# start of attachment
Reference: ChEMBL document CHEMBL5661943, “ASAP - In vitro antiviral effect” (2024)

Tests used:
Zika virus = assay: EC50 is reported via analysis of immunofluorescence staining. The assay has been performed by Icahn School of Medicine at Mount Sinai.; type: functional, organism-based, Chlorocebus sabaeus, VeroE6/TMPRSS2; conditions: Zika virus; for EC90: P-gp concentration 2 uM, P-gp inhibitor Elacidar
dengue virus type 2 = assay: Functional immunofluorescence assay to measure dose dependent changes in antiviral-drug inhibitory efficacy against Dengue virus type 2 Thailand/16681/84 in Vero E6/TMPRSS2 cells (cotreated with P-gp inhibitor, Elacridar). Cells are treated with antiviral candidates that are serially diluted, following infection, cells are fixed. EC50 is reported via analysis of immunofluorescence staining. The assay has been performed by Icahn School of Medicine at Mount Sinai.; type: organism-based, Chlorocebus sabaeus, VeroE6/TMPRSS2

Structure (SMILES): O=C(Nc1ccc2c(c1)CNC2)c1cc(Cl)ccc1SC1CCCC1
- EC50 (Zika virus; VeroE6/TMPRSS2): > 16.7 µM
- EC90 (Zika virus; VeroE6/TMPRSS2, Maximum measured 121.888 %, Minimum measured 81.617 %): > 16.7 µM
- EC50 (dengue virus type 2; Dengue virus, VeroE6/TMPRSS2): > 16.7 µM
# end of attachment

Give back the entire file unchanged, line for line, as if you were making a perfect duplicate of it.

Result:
Reference: ChEMBL document CHEMBL5661943, “ASAP - In vitro antiviral effect” (2024)

Tests used:
Zika virus = assay: EC50 is reported via analysis of immunofluorescence staining. The assay has been performed by Icahn School of Medicine at Mount Sinai.; type: functional, organism-based, Chlorocebus sabaeus, VeroE6/TMPRSS2; conditions: Zika virus; for EC90: P-gp concentration 2 uM, P-gp inhibitor Elacidar
dengue virus type 2 = assay: Functional immunofluorescence assay to measure dose dependent changes in antiviral-drug inhibitory efficacy against Dengue virus type 2 Thailand/16681/84 in Vero E6/TMPRSS2 cells (cotreated with P-gp inhibitor, Elacridar). Cells are treated with antiviral candidates that are serially diluted, following infection, cells are fixed. EC50 is reported via analysis of immunofluorescence staining. The assay has been performed by Icahn School of Medicine at Mount Sinai.; type: organism-based, Chlorocebus sabaeus, VeroE6/TMPRSS2

Structure (SMILES): O=C(Nc1ccc2c(c1)CNC2)c1cc(Cl)ccc1SC1CCCC1
- EC50 (Zika virus; VeroE6/TMPRSS2): > 16.7 µM
- EC90 (Zika virus; VeroE6/TMPRSS2, Maximum measured 121.888 %, Minimum measured 81.617 %): > 16.7 µM
- EC50 (dengue virus type 2; Dengue virus, VeroE6/TMPRSS2): > 16.7 µM